In the “Justice for All” series, there may be not be a more sobering text than this one, Exodus 21:2-11. Heads up: it’s about slavery and servitude.
Without going into a lot of detail, suffice it to say for now that the Old Testament seems to assume slavery as a part of the human condition, while the New Testament seems to accept it as a cultural institution. Because of that, slavery and servitude are in the Bible, but that doesn’t mean they are condoned by the Bible.
CAUTION: We should not compare the slave trade of the 18th and 19th centuries to what is being talked about here. The horrors of slavery in England and America then should not color the way we interpret the text now. The principle meaning for us is how the law is fulfilled in and through Christ, who gives it its fullest meaning, and through whom we receive its message for us. We are RE: Created Equal through Christ.
There was a way Israel was supposed to treat its servants, because they knew what it was like to be slaves.
Exodus 21:1-4, 2 If you buy a Hebrew servant, he shall serve six years; and in the seventh he shall go out free and pay nothing. 3 If he comes in by himself, he shall go out by himself; if he comes in married, then his wife shall go out with him. 4 If his master has given him a wife, and she has borne him sons or daughters, the wife and her children shall be her master’s, and he shall go out by himself.
The word “Buy” (or, acquire) hints at the ways one might obtain a servant, either through poverty or bankruptcy. A desperately poor person could be made secure by selling themselves into slavery. A debtor or thief could pay off what they owed by being someone’s servant. In other texts, these slaves are called “brother” (Deut 15:12; Jer 34:9, 14); there time of service was limited to 6 years (or less if the year of Jubilee occurred before the 6 year mark, Leviticus 25:40); and their freedom cost nothing, it was his right. Deuteronomy 15:12-15 even required the master to make generous provision for the slave leaving service.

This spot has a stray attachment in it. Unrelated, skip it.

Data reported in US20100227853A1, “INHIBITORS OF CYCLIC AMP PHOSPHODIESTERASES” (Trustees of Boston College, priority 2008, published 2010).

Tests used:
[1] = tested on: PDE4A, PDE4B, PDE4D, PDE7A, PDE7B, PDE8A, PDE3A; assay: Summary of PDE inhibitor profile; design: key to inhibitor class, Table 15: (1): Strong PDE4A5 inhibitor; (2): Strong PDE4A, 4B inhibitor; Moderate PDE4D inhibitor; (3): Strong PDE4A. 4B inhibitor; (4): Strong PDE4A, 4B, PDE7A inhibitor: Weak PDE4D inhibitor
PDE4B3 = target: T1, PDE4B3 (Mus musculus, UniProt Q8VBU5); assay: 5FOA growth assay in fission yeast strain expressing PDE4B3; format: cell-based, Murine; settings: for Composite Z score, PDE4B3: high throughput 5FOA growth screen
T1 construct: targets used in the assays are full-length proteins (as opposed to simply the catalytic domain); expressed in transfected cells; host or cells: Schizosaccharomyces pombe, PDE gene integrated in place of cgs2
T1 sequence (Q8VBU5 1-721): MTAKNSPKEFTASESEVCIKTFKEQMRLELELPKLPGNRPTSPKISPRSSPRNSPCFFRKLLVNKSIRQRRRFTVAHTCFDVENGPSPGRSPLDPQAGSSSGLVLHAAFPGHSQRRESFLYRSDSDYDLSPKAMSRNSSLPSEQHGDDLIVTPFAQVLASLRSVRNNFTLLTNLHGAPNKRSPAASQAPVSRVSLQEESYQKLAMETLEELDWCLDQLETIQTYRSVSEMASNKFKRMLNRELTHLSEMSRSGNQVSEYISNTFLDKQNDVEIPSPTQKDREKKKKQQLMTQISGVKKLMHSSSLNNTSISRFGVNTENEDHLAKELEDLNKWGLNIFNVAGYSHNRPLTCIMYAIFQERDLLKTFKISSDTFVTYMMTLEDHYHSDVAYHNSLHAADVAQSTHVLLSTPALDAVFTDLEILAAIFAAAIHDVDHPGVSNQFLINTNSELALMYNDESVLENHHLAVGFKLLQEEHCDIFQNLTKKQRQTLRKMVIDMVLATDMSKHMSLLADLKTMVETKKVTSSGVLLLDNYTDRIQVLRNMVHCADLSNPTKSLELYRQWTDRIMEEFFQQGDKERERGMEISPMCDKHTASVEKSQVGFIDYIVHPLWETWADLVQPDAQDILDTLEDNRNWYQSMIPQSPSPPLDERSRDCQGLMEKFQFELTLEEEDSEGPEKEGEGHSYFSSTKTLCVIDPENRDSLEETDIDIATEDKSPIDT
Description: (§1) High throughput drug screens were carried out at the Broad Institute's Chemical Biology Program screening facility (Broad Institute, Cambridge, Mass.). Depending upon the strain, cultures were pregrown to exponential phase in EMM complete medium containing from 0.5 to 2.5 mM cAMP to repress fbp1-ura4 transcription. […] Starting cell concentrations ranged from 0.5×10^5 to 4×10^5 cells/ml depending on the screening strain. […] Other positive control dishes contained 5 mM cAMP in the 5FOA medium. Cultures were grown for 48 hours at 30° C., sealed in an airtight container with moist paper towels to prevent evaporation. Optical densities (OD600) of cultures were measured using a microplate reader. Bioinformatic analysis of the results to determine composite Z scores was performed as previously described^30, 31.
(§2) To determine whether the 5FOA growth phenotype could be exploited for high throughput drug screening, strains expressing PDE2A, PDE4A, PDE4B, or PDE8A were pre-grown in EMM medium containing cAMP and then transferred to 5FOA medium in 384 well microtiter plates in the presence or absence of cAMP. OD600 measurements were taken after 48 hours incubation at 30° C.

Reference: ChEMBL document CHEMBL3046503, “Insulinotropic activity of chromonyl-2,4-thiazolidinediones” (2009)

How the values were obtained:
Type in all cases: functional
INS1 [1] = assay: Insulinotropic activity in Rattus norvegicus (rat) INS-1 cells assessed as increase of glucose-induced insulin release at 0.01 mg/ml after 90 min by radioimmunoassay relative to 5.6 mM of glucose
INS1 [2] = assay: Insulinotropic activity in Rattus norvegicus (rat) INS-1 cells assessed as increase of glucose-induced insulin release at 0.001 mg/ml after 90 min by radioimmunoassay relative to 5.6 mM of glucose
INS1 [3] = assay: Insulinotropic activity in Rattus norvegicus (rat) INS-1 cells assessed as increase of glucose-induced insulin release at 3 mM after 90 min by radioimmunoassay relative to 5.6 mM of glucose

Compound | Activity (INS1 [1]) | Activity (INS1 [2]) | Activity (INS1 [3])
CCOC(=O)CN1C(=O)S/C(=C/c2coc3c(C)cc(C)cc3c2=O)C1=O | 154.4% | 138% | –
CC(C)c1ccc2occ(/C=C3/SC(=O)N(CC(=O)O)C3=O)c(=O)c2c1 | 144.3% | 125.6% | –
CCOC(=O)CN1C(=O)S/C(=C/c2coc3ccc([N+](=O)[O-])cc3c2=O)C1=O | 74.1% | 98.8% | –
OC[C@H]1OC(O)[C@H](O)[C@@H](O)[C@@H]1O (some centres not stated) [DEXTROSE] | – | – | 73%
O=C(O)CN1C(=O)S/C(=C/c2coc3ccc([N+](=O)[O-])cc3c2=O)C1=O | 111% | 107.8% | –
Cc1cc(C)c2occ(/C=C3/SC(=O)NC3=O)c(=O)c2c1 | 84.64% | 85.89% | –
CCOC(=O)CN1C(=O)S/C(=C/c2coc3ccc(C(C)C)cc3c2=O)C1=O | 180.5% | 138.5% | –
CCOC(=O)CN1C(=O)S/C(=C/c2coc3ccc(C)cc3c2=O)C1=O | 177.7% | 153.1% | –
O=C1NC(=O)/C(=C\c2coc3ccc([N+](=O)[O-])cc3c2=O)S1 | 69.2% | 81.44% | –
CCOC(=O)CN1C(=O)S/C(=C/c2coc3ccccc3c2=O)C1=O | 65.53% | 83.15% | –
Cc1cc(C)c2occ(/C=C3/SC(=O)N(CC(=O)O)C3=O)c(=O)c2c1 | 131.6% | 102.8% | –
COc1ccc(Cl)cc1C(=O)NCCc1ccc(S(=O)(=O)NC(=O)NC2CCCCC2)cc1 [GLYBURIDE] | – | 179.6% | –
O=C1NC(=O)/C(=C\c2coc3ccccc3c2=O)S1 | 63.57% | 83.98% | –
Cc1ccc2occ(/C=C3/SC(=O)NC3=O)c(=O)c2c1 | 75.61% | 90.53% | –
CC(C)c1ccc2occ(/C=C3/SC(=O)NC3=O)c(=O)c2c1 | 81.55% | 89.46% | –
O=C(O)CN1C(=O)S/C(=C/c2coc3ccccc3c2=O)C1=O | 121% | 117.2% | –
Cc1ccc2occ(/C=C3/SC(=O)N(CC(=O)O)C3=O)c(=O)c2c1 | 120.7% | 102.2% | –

Vs. 3 describes how the master would have been responsible for caring for the slave’s wife & children throughout his service.
Vs. 4 is really hard to take, and there is no good way to explain it except that it was a common Near Eastern practice. We want to take from it how it feeds into the next couple verses, the man-servant may choose to stay and not leave.
Exodus 21:5-6, 5 But if the servant plainly says, ‘I love my master, my wife, and my children; I will not go out free,’ 6 then his master shall bring him to the judges. He shall also bring him to the door, or to the doorpost, and his master shall pierce his ear with an awl; and he shall serve him forever.
What strikes me about this is how the servant may choose to give up his liberty for the sake of love. In that case he would surrender his life to the Master, who would bring him before the judges and bore his ear to the door of his house with an awl. It was a sign of his pledge.
We should see a reflection of Christ mirrored here. He was perfectly free, yet he made himself a servant. Philippians 2:5–7, Let this mind be in you which was also in Christ Jesus, 6 who, being in the form of God, did not consider it robbery to be equal with God, 7 but made Himself of no reputation, taking the form of a bondservant, and coming in the likeness of men. 8 And being found in appearance as a man, He humbled Himself and became obedient to the point of death, even the death of the cross.
For the sake of love, Christ gave up some rights of his Godhood and died on the cross to pay for the sins of those who would believe. Christ took the image of servant upon himself, and in doing so, he freed us all (Psalm 40:6-8; Hebrews 10:5-10).